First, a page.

A Single Future or
Even if one accepts the notion that our future holds
what for many individuals and organizations will be a revolution
in the sharing of knowledge, there is no such thing as the
future in a singular sense. There are many scenarios for a
future state of knowledge sharing. Moreover, these conditions and
practices of knowledge sharing will differ in significant ways across
the globe. And they will vary dramatically within organizations,
communities, and nations, based on the preferences, capacities,
and choices made by individuals, enterprises, and governments.
The author of the novel The Neuromancer, William
Gibson, said The future is already here; it is just not distributed
very well. Meaning that many of the social/ economic/ technological
elements of the future that we will eventually experience already
exist today. Those elements have proponents and users. However,
the future will be the result of competition between the established
order and other possibilities, some of which will require jump shifts.
The particular future conditions that emerge will depend on personal
and organizational decisions not yet made, technologies not yet
invented or not yet deployed at sufficient scale to be influential,
and human preferences not yet verified through choosing from real
alternatives. So we describe and project futures with humility,
not hubris, using the language of scenarios and choice, not monolithic,
Choosing How to Participate
in the Knowledge Revolution
It is about choice. As our capacity to share knowledge
increases, individuals and organizations will make choices about
how they will acquire, process, and assimilate knowledge.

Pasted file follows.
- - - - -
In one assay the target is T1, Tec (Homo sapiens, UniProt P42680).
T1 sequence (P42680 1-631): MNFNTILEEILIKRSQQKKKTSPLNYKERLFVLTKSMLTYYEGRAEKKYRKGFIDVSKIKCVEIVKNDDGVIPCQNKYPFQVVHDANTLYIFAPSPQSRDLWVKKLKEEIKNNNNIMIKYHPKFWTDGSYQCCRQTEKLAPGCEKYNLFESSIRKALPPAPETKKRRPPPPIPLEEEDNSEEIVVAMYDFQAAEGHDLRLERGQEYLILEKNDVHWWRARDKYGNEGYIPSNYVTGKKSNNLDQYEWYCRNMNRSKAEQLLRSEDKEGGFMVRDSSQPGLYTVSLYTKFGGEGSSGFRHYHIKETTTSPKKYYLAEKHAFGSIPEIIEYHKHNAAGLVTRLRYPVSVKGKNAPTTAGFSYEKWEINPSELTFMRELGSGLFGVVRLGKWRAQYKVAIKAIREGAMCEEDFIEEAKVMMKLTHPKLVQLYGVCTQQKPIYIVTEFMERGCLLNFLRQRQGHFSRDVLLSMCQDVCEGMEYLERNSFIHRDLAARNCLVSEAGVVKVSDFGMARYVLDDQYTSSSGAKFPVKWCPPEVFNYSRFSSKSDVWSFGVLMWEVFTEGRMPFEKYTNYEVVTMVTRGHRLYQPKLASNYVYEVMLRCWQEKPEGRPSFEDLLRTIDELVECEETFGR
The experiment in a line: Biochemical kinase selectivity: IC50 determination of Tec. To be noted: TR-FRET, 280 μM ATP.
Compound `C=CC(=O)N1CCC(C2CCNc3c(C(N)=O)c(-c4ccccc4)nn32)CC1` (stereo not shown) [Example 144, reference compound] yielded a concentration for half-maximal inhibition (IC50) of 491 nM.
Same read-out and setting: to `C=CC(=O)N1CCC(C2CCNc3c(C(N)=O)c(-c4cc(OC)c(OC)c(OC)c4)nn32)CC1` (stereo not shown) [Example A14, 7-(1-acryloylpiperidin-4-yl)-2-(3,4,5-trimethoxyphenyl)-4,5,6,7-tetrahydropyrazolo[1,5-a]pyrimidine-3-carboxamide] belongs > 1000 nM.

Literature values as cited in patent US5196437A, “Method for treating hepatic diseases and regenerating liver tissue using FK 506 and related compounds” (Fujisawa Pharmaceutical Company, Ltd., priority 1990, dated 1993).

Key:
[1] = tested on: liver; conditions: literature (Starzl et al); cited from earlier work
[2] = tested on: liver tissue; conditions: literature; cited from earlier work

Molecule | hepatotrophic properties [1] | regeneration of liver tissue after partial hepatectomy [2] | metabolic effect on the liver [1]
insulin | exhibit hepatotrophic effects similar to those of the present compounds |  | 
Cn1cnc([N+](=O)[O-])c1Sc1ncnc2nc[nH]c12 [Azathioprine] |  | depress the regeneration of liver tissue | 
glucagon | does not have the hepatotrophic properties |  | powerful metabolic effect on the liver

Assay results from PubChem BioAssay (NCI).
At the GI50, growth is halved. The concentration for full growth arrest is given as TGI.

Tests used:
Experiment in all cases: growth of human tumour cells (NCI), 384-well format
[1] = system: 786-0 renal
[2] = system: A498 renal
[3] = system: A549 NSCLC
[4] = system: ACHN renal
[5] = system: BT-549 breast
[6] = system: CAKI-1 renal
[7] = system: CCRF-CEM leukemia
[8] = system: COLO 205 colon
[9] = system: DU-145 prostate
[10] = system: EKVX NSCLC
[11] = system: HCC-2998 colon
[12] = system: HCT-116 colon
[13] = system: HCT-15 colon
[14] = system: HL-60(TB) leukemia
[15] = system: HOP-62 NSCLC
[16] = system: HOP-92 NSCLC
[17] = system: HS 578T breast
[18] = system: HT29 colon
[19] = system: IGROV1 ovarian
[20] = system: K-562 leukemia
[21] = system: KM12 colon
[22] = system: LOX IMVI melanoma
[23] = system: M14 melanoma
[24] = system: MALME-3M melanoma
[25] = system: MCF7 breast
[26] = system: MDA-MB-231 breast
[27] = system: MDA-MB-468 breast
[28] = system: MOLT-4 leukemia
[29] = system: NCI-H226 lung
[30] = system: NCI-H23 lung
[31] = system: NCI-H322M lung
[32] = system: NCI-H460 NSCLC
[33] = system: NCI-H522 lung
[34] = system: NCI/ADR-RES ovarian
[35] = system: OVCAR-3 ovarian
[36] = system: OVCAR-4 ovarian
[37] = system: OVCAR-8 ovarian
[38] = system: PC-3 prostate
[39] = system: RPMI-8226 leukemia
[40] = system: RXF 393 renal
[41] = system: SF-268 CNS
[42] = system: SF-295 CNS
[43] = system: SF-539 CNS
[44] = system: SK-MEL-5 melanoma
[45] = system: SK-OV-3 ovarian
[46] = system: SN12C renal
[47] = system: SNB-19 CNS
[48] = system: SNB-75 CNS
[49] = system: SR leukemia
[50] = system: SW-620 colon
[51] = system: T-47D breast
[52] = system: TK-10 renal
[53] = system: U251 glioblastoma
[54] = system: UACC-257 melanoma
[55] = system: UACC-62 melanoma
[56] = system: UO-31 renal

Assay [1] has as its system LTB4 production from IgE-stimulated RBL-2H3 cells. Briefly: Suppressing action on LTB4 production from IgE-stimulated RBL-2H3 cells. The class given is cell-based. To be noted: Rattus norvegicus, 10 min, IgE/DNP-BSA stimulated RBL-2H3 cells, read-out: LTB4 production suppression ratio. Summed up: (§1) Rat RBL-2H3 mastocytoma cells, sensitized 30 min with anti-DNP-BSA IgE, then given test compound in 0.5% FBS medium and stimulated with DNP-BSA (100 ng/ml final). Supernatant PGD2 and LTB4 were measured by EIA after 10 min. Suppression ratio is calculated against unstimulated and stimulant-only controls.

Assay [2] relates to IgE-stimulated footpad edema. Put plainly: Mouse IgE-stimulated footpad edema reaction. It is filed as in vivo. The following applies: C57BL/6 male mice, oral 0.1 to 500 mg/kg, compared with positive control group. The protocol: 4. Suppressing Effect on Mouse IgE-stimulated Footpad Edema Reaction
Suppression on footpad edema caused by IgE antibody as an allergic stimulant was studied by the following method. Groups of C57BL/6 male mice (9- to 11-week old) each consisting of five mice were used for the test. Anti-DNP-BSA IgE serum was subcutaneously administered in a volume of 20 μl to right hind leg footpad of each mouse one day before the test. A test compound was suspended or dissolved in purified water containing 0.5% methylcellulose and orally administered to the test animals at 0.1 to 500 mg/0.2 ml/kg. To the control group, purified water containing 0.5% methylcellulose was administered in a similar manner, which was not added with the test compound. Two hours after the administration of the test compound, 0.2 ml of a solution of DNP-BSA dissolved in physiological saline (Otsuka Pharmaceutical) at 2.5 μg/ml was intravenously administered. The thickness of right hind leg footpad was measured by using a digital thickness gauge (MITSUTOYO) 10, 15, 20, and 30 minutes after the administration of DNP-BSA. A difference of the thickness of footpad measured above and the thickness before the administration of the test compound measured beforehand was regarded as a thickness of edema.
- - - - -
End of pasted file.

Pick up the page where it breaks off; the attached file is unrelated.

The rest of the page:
The range of choices will be far greater than today.
But one fact is clear: those individuals and organizations that
achieve a quantum leap in their capacity to acquire, process, assimilate,
and share knowledge will enjoy a relative competitive advantage
in the Knowledge Economy.
It is also about chance. The uncertainties and imponderables
in todays world seem much more daunting than they did in the
1990s. Continuing problems with the economy, political setbacks,
and terrorism remind us that progress cannot be guaranteed. An unfortunate
confluence of these conditions could seriously retard the development
of the Knowledge Economy and a revolution in knowledge sharing.
And it is about readiness. Current owners of large
bodies of knowledge resources will attempt to extend and preserve
existing paradigms. Under normal conditions, new approaches will
be invented by outsiders and deployed despite the efforts of the
defenders of the status quo. It pays for organizations and individuals
to prepare for the coming paradigm shift in knowledge sharing. This
book attempts to provide the insights and recommended actions that
will accelerate organizational and individual readiness for e-knowledge.
Today, many of the technologies and practices required
for pervasive e-knowledge exist as proof-of-concept pilots or early
deployment prototypes. Progressive developments in standards, commercialization,
deployment, and acceptance are needed for the e-Knowledge Industry
to firmly take root. We believe conditions are favorable for these
to occur in large measure between now and the year 2010.